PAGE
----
Auckland’s ‘leafy suburbs’ is a term we’ve heard a lot over the last few years as debate about the Unitary Plan has raged. But what suburbs are the leafiest? Now we have an answer.
Reader Euan has put together some maps looking at the number of public trees within 500m of each residential property and normalised the results to provide a degree of comparison between residences on the isthmus. He hopes to be able to do the North Shore and West Auckland in the future but unfortunately he says there is very little data available for the old Manukau City Council area.
On the analysis, he also notes:
The two major shortcomings associated with this analysis are: A) the public tree data was incomplete; and B) there is an underlying bug with the tool used that has not been fixed. While there’s not much I can do about the incomplete data, there are ways around the software bug. Unfortunately, they are time intensive, and I do not currently have the time to implement the work around. I can always return and fix them later.
In many ways the analysis serves to highlight the change in how we’ve developed cities and streets over the years. If you take a google streetview tour through some of the red areas, like those south of SH20, there are some trees but they’re generally only on private property rather than in the road corridor. I’d also suggest there’s probably a high correlation with the leafiness of an area and the quality of the footpaths. Again those mid-late 20th century developments south of SH20 tend to have narrow footpaths often right up against the road.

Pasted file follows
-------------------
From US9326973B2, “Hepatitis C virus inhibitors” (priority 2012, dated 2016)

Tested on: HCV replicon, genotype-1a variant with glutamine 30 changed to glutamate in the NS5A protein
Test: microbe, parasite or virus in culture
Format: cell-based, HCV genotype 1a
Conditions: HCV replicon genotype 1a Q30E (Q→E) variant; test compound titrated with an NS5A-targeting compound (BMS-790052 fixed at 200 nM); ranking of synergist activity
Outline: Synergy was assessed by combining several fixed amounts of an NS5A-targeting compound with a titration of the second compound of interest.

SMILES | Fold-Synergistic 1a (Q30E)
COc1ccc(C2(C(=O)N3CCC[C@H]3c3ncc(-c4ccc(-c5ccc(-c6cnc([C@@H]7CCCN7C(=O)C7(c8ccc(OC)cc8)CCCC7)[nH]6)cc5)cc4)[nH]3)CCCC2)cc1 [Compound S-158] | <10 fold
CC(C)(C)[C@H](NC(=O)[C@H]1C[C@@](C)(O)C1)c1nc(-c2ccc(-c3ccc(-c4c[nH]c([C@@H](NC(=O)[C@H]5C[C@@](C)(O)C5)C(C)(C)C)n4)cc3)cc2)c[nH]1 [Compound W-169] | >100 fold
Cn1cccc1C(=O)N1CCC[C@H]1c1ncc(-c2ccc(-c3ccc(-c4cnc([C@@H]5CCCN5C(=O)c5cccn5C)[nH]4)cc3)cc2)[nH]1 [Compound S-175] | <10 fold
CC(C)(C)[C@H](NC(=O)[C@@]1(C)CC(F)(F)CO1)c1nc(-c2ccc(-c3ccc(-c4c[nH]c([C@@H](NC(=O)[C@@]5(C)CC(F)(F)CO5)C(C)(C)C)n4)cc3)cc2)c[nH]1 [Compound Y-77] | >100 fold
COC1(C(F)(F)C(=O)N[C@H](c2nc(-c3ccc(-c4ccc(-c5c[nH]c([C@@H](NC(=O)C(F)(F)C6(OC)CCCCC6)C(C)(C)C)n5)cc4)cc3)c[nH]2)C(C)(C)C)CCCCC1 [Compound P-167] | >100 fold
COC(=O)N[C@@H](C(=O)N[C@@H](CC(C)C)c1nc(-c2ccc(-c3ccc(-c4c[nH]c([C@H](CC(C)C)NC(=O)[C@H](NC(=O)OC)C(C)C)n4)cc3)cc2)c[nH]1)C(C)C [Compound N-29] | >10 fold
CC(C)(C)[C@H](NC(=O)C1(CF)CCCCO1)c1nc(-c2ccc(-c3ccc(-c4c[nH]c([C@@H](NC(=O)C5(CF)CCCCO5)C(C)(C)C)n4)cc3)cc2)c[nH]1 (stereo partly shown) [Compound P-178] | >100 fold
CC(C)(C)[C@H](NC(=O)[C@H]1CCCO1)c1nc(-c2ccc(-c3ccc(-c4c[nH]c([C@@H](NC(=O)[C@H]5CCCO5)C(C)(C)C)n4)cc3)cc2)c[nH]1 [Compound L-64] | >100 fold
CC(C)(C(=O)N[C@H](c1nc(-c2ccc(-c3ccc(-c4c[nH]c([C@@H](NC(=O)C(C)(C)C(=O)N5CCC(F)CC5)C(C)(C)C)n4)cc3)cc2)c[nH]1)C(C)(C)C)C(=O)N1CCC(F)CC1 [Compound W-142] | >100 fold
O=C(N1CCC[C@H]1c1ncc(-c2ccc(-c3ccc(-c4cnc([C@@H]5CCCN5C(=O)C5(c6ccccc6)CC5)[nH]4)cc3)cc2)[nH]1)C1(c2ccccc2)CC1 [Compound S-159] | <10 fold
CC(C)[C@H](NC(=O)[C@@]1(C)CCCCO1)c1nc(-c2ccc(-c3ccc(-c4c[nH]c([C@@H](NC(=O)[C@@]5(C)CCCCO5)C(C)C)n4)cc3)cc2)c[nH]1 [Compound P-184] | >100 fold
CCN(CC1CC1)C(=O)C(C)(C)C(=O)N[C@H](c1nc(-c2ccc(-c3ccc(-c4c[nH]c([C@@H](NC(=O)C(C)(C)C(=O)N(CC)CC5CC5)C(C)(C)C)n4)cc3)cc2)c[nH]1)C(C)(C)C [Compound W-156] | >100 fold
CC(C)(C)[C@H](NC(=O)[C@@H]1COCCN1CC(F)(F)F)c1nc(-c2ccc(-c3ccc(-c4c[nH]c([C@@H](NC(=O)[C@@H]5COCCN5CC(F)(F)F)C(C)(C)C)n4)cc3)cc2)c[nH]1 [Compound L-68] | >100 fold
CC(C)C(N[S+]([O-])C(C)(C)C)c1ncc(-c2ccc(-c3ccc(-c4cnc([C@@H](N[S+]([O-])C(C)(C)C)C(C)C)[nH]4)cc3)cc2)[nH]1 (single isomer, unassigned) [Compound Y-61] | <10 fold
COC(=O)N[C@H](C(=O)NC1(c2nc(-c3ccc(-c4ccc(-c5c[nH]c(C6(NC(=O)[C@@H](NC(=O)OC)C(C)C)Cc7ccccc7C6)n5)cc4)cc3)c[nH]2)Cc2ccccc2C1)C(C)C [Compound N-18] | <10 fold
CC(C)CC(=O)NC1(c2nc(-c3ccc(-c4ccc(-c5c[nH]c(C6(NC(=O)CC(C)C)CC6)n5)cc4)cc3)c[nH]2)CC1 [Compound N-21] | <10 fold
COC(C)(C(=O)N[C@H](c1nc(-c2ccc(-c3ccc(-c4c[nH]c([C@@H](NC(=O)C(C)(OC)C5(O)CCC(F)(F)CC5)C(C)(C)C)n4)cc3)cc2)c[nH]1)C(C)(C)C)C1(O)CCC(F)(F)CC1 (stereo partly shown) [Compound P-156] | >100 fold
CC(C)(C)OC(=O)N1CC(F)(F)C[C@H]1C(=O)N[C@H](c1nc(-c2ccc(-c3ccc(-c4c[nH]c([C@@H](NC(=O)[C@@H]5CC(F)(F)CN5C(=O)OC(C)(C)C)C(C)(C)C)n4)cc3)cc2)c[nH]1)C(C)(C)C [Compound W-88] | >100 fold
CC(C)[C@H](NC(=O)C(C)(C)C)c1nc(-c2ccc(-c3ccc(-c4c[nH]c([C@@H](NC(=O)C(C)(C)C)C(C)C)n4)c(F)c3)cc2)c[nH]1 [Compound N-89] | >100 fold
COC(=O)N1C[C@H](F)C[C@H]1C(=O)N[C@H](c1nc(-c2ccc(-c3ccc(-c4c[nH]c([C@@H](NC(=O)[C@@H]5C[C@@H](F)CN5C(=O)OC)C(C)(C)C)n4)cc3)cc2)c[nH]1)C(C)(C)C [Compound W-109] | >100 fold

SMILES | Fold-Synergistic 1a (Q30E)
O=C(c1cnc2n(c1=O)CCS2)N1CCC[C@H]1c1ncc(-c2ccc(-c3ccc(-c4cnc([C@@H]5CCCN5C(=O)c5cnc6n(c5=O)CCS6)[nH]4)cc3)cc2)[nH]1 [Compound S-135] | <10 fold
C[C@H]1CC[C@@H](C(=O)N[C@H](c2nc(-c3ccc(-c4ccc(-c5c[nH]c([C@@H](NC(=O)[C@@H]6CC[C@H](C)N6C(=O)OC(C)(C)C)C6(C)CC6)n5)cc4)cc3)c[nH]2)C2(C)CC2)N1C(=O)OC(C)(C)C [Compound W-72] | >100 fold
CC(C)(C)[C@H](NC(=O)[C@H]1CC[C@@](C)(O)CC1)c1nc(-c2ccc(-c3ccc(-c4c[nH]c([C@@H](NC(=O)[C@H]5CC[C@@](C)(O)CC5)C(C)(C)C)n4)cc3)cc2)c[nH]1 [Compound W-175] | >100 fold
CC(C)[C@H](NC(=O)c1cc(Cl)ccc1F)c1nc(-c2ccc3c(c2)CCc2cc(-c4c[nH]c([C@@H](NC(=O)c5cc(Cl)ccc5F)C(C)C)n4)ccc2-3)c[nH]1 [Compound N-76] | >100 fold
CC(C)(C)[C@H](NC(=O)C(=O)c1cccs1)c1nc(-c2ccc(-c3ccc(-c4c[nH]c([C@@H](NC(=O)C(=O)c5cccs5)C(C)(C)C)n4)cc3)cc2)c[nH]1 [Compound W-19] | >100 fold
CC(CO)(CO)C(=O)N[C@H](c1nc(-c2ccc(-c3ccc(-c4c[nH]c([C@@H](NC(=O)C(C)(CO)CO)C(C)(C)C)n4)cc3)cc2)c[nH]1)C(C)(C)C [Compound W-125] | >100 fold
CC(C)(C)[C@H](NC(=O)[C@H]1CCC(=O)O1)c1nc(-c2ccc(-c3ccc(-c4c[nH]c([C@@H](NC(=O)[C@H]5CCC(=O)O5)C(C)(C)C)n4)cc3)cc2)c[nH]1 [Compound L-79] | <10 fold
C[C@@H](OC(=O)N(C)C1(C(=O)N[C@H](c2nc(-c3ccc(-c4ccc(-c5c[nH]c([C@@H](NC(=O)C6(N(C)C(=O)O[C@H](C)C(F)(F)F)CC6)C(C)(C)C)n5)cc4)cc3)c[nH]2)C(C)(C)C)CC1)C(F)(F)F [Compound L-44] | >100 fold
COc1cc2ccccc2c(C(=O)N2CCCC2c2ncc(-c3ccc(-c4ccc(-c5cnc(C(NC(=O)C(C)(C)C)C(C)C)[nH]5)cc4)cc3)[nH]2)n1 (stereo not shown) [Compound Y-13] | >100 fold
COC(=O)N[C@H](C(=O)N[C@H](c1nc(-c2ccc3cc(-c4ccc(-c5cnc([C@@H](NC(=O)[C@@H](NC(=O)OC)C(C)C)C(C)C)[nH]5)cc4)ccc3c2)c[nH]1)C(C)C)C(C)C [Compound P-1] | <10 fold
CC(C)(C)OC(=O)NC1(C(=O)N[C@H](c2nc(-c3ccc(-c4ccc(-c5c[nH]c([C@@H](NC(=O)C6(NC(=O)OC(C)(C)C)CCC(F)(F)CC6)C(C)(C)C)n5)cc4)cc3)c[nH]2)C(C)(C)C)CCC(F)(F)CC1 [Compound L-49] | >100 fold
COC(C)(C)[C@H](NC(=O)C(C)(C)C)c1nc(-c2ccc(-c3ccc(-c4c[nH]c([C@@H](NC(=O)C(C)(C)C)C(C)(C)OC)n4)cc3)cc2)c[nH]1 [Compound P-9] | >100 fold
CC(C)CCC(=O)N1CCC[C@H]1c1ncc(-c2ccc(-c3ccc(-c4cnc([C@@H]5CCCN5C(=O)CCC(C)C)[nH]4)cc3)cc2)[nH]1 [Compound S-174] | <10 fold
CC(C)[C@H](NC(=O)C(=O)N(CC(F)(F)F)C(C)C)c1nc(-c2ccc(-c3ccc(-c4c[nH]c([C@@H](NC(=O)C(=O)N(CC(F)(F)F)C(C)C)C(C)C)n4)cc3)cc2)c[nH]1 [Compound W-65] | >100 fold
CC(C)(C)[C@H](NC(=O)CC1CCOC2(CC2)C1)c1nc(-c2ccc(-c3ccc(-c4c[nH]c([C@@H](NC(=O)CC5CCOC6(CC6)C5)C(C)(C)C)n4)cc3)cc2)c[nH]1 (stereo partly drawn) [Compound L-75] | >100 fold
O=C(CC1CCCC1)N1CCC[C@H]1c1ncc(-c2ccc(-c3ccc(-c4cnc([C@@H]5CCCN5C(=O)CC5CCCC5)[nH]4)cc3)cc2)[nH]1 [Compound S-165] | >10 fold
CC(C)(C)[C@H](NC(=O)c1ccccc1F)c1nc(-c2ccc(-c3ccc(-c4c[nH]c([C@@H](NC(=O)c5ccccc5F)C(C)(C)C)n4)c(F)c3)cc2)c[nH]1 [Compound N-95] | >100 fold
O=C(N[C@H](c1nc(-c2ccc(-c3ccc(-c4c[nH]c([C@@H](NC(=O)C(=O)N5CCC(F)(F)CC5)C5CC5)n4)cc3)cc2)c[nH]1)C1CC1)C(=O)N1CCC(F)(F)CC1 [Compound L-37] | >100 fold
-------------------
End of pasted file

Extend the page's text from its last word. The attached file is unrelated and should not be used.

Despite the shortcomings, the results are fascinating. As already mentioned there is a serious lack of public trees outside of the streetcar suburbs with the exception being some of the eastern suburbs. One area that bucks this trend though is around Remuera where there is a surprising amount of red, more so than even the CBD. You can also see a fairly dense patch of public trees in Stonefields and I’d expect to see similar results in other new suburbs as the importance of street trees is now more understood.
The second map highlights the top 20% most leafy residences to more clearly show where the leafiest suburbs are
Lastly this is an earlier map Euan sent me highlighting the data and showing the number of street trees in the CBD
All up a fascinating piece of work so thanks Euan for putting it together.